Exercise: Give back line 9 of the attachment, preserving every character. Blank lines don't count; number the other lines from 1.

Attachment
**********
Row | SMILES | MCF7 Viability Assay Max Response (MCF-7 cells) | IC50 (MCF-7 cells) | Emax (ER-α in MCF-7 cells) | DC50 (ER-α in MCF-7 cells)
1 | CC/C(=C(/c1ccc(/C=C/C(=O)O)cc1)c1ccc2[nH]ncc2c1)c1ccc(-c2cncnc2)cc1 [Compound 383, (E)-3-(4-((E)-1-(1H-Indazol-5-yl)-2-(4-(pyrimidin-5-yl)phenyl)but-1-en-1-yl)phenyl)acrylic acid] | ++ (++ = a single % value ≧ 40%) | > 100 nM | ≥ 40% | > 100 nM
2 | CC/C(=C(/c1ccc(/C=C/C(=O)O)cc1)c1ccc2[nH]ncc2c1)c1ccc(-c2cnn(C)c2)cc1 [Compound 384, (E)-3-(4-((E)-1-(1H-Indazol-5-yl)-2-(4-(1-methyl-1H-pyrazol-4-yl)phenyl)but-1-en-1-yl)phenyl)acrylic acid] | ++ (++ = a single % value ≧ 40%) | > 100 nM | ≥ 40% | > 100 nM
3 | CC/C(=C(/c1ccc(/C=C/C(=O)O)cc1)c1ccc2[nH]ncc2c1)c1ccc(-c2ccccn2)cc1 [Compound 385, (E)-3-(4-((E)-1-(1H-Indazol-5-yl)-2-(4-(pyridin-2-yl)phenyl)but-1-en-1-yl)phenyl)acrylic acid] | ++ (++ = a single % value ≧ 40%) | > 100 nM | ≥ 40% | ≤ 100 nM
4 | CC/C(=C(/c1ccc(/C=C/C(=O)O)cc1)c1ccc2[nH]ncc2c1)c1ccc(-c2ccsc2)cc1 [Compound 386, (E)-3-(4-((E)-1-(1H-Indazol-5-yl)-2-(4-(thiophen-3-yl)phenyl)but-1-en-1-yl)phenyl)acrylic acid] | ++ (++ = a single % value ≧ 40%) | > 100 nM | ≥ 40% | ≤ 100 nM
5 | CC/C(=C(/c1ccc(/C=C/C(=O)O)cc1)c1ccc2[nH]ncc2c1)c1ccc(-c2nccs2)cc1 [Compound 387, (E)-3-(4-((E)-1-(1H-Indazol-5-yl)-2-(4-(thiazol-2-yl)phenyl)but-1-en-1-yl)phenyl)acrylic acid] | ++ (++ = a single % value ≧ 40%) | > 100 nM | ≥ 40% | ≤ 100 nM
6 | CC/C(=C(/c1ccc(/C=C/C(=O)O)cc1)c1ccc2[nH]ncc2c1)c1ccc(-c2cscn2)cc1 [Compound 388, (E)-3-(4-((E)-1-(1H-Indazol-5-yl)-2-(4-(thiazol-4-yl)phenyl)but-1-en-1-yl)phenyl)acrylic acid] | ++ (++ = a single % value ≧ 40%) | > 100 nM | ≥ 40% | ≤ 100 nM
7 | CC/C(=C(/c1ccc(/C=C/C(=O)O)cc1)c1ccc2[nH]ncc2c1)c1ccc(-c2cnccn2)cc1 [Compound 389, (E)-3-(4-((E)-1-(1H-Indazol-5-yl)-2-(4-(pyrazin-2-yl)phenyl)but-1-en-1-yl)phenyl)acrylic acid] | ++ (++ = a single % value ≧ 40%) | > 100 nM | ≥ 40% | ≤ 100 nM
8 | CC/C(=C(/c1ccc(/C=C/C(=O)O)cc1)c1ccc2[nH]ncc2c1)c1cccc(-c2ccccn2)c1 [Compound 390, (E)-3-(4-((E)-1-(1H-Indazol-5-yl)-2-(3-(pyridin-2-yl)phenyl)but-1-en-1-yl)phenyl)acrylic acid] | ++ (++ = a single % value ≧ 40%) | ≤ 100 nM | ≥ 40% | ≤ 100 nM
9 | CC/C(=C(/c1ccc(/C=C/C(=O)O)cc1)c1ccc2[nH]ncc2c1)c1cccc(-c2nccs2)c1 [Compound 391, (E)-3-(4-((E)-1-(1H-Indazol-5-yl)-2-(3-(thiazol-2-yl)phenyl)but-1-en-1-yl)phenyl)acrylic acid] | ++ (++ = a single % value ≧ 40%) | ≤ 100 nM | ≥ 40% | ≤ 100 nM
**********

8 | CC/C(=C(/c1ccc(/C=C/C(=O)O)cc1)c1ccc2[nH]ncc2c1)c1cccc(-c2ccccn2)c1 [Compound 390, (E)-3-(4-((E)-1-(1H-Indazol-5-yl)-2-(3-(pyridin-2-yl)phenyl)but-1-en-1-yl)phenyl)acrylic acid] | ++ (++ = a single % value ≧ 40%) | ≤ 100 nM | ≥ 40% | ≤ 100 nM